Write your children a special Thanksgiving or Christmas letter to read on that special day. The Thanksgiving letter could be a list of all the things you are thankful for, including the children. The Christmas letter could be about the best gifts you ever received-putting your children at the top of the list.
On those holidays when you are all alone, reach out to those children who do not have a father who cares about them. Your church or the Salvation Army can help you find these families. These holidays without the children can also be spent building your ties to your personal family of origin. Visit with your own Mom and Dad, and celebrate with them. It could be fun reliving your own childhood memories. The pain of divorce seems the greatest at these family holidays. But a divorced dad who anticipates these lonely days can turn them into celebrations of thankfulness and joy. Your children will thank you for the memories!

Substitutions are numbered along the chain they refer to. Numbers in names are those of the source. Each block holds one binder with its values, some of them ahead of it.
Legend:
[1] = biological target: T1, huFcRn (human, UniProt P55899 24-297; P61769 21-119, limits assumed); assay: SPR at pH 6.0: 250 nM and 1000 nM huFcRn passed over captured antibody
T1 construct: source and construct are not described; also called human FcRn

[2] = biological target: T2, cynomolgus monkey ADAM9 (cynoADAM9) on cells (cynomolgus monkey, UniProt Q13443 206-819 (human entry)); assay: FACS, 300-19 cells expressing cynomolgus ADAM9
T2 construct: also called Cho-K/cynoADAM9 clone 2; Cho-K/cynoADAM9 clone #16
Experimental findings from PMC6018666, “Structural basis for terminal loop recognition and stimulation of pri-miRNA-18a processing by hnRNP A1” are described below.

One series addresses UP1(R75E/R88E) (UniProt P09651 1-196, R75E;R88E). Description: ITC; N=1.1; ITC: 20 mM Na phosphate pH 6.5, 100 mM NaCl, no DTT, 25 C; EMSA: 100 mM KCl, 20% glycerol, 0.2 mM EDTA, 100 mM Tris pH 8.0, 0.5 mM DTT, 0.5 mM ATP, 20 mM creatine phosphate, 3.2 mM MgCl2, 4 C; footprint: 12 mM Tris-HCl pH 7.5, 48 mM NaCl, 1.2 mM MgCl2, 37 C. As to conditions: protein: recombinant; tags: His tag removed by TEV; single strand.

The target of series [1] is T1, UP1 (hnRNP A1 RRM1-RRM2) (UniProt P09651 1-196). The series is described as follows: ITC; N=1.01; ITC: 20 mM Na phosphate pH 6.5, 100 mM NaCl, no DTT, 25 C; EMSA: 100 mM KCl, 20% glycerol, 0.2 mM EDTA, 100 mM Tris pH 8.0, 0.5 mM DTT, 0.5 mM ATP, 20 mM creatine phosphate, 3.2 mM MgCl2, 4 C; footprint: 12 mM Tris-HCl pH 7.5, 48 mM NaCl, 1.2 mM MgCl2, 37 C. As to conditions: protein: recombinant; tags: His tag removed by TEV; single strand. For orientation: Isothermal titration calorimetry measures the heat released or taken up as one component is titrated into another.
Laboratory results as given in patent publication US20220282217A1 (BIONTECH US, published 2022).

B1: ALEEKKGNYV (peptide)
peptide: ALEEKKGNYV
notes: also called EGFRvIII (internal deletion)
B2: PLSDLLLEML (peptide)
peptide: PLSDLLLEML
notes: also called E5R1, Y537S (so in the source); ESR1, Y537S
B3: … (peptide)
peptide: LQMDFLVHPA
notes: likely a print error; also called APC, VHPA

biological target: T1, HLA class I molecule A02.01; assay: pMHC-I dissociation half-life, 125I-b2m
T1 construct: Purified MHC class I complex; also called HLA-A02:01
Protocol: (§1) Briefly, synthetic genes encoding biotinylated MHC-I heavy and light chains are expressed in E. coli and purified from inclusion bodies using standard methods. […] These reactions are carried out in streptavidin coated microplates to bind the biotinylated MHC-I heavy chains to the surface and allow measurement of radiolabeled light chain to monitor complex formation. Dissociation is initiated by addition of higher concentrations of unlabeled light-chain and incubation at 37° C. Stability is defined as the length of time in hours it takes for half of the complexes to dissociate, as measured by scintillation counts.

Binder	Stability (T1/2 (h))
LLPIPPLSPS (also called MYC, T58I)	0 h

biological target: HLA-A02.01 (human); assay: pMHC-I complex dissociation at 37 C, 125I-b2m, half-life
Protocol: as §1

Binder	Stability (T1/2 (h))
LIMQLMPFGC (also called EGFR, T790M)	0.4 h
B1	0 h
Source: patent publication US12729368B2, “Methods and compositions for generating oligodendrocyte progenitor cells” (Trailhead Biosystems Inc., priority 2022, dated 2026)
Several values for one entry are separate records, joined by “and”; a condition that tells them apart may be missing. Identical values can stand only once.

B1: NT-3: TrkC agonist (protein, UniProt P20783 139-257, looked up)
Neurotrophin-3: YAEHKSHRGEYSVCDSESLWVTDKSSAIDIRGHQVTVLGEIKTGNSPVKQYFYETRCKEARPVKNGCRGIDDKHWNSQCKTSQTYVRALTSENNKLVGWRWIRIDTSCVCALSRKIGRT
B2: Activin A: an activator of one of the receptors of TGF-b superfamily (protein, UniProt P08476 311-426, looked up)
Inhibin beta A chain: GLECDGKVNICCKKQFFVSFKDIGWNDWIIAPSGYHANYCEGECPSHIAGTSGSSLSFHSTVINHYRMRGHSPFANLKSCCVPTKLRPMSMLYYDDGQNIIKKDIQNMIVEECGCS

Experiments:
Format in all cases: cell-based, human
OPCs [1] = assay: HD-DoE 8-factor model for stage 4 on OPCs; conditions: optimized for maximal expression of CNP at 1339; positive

Waylon Ward M.Ed. is the director for the Dallas Center for
Fathering. He is a former football player for Texas A&M and a
licensed marriage and family counselor. He and his wife Lynn have six
children in their blended family.
This article originally appeared in Today's Father magazine, vol. 2, no. 4. Today's Father is a quarterly publication of the National Center for Fathering (www.fathers.com).
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